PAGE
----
Anyway I rate this book 7/10 – It was something that I felt I benefited from reading, but not something I would necessary pick up to read for fun or re-read.

Thanks for reading,

-E xxx

Posted in book reviews, books, reviews, Uncategorized

Book Review: Howl’s Moving Castle by Diana Wynne Jones

Another book review, good progress right on this TBR list?

So this is the second time I am reviewing this book. That’s how much I love it, that I wanted to put it on this blog as well as for the university magazine. howl and sophoe

I found this book very nostalgic and a lovely break from the ever-so-hardcore university reading that I am subjected too. It certainly gave me flash-backs to summer holiday reading as a child and I loved the feel of the book!

Sophie Hatter is living her normal, boring life as the unlucky oldest child in Market Chipping. She doesn’t feel exceptional in any way whatsoever and her luck gets even worst when she happens to catch the eye of the Witch of the Waste. And then she gets turned into an old lady.

Yep, ladies and gents- but please don’t worry so much because as abnormal as she is she actually doesn’t mind being an old lady! In fact she uses it as a way of getting away from  her old life and thus starts the beginning of her journey with Howl.

So if you likold lady sophiee talking fire demons chilling in fireplaces, egotistical wizards with dating problems and life lessons in the means of self-discovery then this is the book for you.
Oh yeah, and you may have noticed that Ghibli adapted the book into a movie, which is actually how I first found out about it despite the original novel having been published since 1986.

I know this is a story that I’ll be revisiting and hopefully passing down throughout the years- that’s how good a book it is.

Also, you will totally fall in love with Howl’s character ( I know I said he was egotistical but he’s actually a good guy).

Five stars rating *****

Speak soon and stay awesome ;P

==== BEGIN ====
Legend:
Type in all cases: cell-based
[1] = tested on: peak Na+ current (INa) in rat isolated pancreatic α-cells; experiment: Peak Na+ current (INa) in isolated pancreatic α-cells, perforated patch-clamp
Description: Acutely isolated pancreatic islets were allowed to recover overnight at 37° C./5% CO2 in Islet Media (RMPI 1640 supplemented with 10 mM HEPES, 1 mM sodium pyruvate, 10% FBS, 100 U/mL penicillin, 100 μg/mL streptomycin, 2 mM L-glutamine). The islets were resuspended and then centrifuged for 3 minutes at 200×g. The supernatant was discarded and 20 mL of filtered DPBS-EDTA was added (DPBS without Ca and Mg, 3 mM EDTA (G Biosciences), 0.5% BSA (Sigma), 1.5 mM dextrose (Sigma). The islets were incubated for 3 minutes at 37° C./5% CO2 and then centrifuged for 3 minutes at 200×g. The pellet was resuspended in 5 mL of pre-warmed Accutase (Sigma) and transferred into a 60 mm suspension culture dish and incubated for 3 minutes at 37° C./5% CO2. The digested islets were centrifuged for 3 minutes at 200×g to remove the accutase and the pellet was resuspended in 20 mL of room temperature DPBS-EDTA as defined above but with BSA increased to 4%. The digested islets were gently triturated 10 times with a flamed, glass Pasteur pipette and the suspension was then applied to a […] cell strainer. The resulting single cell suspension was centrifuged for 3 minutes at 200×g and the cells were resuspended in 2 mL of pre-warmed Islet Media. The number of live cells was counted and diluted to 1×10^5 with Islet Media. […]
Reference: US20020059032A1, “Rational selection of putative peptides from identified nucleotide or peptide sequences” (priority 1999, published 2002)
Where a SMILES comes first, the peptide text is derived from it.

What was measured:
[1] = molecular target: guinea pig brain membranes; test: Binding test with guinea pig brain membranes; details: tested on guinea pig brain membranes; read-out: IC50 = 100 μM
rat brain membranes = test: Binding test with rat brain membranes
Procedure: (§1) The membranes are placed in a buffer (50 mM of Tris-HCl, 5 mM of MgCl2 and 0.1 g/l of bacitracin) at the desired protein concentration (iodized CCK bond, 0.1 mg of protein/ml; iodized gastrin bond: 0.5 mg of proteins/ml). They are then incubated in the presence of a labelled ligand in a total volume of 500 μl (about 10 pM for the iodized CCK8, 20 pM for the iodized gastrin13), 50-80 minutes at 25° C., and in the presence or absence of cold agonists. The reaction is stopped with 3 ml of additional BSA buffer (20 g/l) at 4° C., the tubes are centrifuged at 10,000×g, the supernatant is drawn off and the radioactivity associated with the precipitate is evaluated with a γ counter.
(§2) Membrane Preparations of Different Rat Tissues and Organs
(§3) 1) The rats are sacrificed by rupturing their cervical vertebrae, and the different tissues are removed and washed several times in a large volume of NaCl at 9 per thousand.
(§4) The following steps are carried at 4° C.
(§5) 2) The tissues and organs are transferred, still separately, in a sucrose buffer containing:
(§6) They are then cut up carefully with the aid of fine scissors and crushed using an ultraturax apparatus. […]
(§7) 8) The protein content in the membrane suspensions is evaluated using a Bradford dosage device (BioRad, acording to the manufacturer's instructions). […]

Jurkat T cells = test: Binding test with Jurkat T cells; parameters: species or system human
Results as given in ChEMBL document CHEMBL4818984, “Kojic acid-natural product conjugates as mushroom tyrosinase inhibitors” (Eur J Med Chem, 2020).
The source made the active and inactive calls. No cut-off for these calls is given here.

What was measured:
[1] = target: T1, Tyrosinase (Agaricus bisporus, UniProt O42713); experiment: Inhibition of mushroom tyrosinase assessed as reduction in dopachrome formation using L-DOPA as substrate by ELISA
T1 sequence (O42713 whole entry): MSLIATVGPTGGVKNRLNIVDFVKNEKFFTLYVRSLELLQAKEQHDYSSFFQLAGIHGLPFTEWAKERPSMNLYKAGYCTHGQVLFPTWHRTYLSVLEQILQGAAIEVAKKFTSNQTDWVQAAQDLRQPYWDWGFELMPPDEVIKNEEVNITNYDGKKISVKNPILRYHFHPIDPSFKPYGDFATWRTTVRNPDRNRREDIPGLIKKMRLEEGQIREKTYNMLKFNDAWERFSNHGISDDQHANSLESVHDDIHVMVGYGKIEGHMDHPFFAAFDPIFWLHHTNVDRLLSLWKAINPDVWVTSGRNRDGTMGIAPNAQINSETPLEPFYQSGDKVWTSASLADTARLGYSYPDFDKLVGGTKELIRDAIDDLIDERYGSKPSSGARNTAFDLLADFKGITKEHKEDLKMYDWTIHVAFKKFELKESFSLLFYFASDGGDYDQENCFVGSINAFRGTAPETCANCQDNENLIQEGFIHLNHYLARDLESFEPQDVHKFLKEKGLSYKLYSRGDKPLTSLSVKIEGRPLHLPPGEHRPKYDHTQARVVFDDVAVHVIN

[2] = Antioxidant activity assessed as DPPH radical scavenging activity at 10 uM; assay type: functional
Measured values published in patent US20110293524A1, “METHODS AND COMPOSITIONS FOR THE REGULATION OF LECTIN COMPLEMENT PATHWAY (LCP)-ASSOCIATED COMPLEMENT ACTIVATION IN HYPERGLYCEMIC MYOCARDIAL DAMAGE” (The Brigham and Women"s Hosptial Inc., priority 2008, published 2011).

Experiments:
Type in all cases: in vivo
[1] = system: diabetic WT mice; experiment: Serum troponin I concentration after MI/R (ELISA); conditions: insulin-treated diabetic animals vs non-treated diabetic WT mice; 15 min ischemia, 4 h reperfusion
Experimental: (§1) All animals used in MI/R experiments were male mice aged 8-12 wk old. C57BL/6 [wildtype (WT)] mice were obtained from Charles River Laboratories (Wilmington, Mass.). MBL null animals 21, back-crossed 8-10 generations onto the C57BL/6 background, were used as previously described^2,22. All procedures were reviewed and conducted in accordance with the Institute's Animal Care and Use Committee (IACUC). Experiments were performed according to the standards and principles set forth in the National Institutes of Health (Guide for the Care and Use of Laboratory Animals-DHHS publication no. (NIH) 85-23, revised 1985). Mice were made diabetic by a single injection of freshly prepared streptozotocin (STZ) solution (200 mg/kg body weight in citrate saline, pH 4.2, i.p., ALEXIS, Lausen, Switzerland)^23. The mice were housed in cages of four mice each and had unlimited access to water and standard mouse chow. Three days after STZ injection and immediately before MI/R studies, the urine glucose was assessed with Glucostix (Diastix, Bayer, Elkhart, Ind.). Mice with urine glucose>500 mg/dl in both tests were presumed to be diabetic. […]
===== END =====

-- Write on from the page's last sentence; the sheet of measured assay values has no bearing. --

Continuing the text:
-E xxx

Posted in book reviews, books, reviews, TBR

Book Review: To the Lighthouse by Virginia Woolf

This is something that I’ve been meaning to do properly on this blog for  very very long time. And so here it is, finally!  *Warning slight spoilers*

I’m going to start my book review segment with a classic, Woolf’s To the Lighthouse. This was an especially interesting read because it aptly shows Woolf playing around with writing styles and form.

In her diaries she mentions literally basing the entire novel around a shape similar to that of the letter “H” and even argues that in the most literal sense it is incorrect to call the book a novel seeing as it contradicts everything we associate with one.

I had to read this book for my university course here at UON and honestly found that other people had very mixed reactions to it.

Personally, I loved it. Yes, it was difficult at times but that was part of its charm- the fact that you sometimes did get lost with who was narrating the story, what exactly had happened and the fact that Woolf chooses to emphasise stream of consciousness over other seemingly big plot points.

I especially liked the character of Lilly Briscoe and the entire psychology of her character. She is someone who in other novels would probably be more in the background, not entirely someone key to the progress of the novel- because it is after all focused around her development in particular and the finished piece of art and her analysis of the characters around her. Lilly is obsessed with her painting and the ideas that others put in her head of her never being an artist, because women aren’t good at art. At the end of the novel, she appears to battle through her own insecurities and finishes the painting stating, as she does, “I have had my vision.”

Other than that, as you read the book there are recurring references to the lighthouse in everyday objects, this is apparent as at times the description mimics it – “abstract arabesques” are described centring around pillars as well as other curves and shapes.

This obsession with a final destination, the idea that everything will be better once they reach it and the disappointment that James feels when his dad continuously dashes his hopes of going. In my eyes I saw it as a representation of the things we want but never get the chance to pursue. The focus on characters going to the window, the stability and reliability of it always being there even through the war and storms when some of the characters do not. It comments on mortality and how the characters view themselves and their roles within society.

I feel as though no two people get the same thing from the story and that it’s ambiguity leaves it open to interpretation. For these reasons some people don’t like Woolf’s writing but for someone like me who very much enjoys long musing ramblings from someone else’s internal thoughts- I found this book amazing.

I have Orlando on my shelf at the moment as well as some of her essays that I hope to get round to reading at some point.

Overall, if you’re interested in something a little different and unique to read then I highly recommend this novel. If you’ve read modernist work before then this is a great addition to make, and if not this is a very good example of the form.

5 stars *****

Chat soon!

E xxx